Classical review: The Israel Philharmonic Orchestra, Tel Aviv, October 7 and 17

Rachmaninov’s formidably challenging third piano concerto, was played by the consummate pianist Denis Matsuev.

By
October 19, 2014 21:23
2 minute read.
THE IPO with its music director, Zubin Mehta.

THE IPO with its music director, Zubin Mehta.. (photo credit: SHAI SKIFF)

 
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The IPO’s new season begun with a short curtain-raiser, Savage Overture by the Israeli composer Avner Dorman. Characterized by sharp rhythms with various timbres, it portrays the horrors of war. This was followed by Rachmaninov’s formidably challenging third piano concerto, played by the consummate pianist Denis Matsuev.

He gave a shattering and magisterial account of a work which stretches the soloist to his ultimate limits. Matsuev’s interpretation was commanding and elegant. All the delicate intricacies of the first movement were brought out by the pianist and the masterly orchestral accompaniment under IPO music director, Zubin Mehta. Seldom have I heard a more authoritative rendition of the ferociously challenging first movement cadenza. Matsuev was possibly at his best, however, in the adagio slow movement, which revealed elegance and sensitivity. The structural clarity of his interpretation transcended pure virtuosity, revealing his mettle as a great pianist.

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The rest of the concert was devoted to an inspiring performance of Richard Strauss’s tone poem Ein Heldenleben (A Hero’s Life). The orchestration is of heroic proportions with demanding solos for most instruments. This was an opportunity to hear the orchestra at its best, and its sonic brilliance shone through. Mehta mustered his gigantic forces to give an insightful, coherent and riveting account of the work and brought out all its subtle details. This is precisely the repertoire in which Mehta excels.

The string section of the IPO has traditionally been its great strength, but the outstanding clarity and finesse of the woodwind and the brass sections was impressive. Full accolades go to the technical mastery of the principal horn, James Madison Cox.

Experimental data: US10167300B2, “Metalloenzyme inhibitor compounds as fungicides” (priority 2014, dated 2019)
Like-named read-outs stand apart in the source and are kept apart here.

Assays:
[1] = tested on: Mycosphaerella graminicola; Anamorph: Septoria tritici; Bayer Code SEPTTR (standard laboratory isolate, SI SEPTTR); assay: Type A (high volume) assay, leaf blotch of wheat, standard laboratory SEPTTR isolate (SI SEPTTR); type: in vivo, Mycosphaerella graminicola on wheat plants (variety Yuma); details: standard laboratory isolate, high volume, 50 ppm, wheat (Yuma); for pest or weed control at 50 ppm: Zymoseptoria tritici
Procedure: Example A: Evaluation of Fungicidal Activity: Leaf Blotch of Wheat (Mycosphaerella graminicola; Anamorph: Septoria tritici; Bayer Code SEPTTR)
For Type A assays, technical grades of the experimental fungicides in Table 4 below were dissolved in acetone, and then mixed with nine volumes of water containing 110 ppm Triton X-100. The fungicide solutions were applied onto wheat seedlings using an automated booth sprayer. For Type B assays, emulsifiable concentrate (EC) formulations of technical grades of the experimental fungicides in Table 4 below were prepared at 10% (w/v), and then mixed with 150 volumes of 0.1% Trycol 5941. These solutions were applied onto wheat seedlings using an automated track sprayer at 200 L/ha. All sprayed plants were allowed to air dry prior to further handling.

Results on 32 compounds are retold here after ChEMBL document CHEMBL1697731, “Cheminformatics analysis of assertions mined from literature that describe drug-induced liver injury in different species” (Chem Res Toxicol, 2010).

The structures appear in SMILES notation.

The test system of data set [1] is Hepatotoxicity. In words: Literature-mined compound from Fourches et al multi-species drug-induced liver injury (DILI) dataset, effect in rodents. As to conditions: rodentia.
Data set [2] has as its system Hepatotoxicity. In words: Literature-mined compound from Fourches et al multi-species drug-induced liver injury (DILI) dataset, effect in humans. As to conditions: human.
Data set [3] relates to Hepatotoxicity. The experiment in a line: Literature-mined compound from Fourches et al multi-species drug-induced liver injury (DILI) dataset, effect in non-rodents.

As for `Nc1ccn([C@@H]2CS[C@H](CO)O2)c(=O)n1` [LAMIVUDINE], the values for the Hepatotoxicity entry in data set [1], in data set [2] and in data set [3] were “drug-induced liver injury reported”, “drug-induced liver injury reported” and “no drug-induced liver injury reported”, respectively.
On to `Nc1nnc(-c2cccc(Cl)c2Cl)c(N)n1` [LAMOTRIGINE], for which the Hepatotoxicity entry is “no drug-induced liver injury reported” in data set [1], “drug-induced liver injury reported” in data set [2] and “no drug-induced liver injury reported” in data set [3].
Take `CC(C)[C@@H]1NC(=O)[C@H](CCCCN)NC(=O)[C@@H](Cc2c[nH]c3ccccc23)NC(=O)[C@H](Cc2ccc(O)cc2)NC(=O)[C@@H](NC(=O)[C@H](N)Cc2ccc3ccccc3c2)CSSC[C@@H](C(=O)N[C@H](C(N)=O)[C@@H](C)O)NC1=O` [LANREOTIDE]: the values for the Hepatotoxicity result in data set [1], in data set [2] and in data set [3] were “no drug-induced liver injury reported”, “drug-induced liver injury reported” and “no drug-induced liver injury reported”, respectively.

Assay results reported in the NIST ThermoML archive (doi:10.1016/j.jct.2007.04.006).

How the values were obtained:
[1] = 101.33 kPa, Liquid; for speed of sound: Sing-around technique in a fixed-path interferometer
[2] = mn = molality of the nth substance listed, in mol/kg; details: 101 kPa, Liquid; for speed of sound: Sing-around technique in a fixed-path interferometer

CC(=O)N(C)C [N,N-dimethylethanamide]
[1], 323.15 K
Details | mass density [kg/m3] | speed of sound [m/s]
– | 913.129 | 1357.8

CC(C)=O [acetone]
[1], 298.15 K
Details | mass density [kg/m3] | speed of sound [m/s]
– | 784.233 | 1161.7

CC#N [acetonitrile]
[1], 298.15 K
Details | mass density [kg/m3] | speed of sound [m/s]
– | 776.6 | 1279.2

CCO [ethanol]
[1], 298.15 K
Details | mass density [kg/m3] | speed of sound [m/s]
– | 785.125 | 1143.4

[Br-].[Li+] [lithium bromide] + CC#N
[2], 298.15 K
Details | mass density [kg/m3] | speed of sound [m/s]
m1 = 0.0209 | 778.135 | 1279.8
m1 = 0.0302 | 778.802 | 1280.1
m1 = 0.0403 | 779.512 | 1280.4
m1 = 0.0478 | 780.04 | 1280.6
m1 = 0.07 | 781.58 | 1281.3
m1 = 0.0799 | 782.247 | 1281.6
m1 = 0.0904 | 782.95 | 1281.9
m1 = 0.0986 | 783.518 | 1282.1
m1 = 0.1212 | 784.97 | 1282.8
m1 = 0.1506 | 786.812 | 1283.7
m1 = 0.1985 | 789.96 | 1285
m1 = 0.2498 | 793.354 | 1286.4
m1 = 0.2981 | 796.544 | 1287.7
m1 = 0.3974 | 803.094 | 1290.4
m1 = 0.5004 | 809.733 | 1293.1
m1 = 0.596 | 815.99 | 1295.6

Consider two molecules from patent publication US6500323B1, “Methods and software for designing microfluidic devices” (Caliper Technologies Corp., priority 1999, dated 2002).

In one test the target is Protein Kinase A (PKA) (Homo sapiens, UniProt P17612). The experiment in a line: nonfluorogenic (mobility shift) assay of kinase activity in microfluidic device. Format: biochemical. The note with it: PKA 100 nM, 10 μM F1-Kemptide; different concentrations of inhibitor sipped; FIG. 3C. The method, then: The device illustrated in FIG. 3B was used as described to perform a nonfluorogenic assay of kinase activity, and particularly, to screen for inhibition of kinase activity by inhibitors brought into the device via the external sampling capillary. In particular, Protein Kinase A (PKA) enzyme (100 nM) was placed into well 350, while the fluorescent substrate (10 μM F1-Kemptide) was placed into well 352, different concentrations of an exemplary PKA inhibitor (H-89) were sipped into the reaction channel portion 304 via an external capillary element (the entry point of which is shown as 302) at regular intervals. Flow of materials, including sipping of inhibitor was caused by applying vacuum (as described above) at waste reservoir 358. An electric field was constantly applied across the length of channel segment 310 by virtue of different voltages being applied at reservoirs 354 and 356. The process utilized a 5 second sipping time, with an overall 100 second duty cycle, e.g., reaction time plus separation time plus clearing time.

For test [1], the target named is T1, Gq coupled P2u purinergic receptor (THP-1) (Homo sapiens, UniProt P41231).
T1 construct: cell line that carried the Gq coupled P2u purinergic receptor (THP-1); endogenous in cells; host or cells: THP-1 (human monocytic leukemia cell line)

While there is still speculation about the identity of the hero of Ein Heldenleben, it is generally conceded that this is the composer himself. This conclusion is reinforced in sections where Strauss quotes excerpts from his compositions including Don Quixote, Don Juan and Till Eulenspiegel, among other works.

Strauss’s wife Pauline is represented by the solo violin (beautifully performed by IPO concertmaster Ilya Konovalov).

Strauss also takes umbrage at music critics. The latter are represented by the interplay between the woodwinds.



The second concert was devoted to Mahler’s Symphony No. 2, The Resurrection.

This symphony attains sublime heights while transcending religious barriers. Together with other supreme artistic endeavors, this symphony stands as a testament to man’s creative genius. In a stunning rendition, mezzo soprano Julia Rutigliano ushered in the vocal accompaniment in the fourth movement, entitled Urlicht (Primeval Light). She then joined soprano Lilia Gretsova, the Gary Bertini and Israel Kibbutz choirs in the symphony’s final movement, concluding with its hope for everlasting, transcendent renewal.

The choirs began softly but their volume increased inexorably. Mehta controlled the orchestra and chorus with flawless skill, bringing out the characteristic shifts of mood. The music slowly unfolded, culminating with the crashing concluding crescendo. This final movement, however, lacked the deep emotional intensity and gravitas which was so characteristic of previous epic performances of this unique work by conductors such as Leonard Bernstein and Claudio Abbado.

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